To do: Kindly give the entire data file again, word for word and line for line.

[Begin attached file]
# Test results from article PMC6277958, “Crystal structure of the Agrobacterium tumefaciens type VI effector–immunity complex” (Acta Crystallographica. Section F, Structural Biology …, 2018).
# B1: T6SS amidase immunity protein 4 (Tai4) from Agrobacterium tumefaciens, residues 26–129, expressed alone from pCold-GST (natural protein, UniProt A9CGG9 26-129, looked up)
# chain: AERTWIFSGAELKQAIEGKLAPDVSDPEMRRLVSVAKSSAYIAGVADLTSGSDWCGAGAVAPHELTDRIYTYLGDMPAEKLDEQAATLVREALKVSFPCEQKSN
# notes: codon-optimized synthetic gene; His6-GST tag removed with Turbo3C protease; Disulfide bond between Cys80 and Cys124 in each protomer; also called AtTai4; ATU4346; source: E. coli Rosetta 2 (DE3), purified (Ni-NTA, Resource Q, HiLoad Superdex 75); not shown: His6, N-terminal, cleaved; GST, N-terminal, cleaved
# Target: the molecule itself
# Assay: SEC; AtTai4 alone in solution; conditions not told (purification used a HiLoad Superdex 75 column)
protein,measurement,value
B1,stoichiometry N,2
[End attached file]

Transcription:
# Test results from article PMC6277958, “Crystal structure of the Agrobacterium tumefaciens type VI effector–immunity complex” (Acta Crystallographica. Section F, Structural Biology …, 2018).
# B1: T6SS amidase immunity protein 4 (Tai4) from Agrobacterium tumefaciens, residues 26–129, expressed alone from pCold-GST (natural protein, UniProt A9CGG9 26-129, looked up)
# chain: AERTWIFSGAELKQAIEGKLAPDVSDPEMRRLVSVAKSSAYIAGVADLTSGSDWCGAGAVAPHELTDRIYTYLGDMPAEKLDEQAATLVREALKVSFPCEQKSN
# notes: codon-optimized synthetic gene; His6-GST tag removed with Turbo3C protease; Disulfide bond between Cys80 and Cys124 in each protomer; also called AtTai4; ATU4346; source: E. coli Rosetta 2 (DE3), purified (Ni-NTA, Resource Q, HiLoad Superdex 75); not shown: His6, N-terminal, cleaved; GST, N-terminal, cleaved
# Target: the molecule itself
# Assay: SEC; AtTai4 alone in solution; conditions not told (purification used a HiLoad Superdex 75 column)
protein,measurement,value
B1,stoichiometry N,2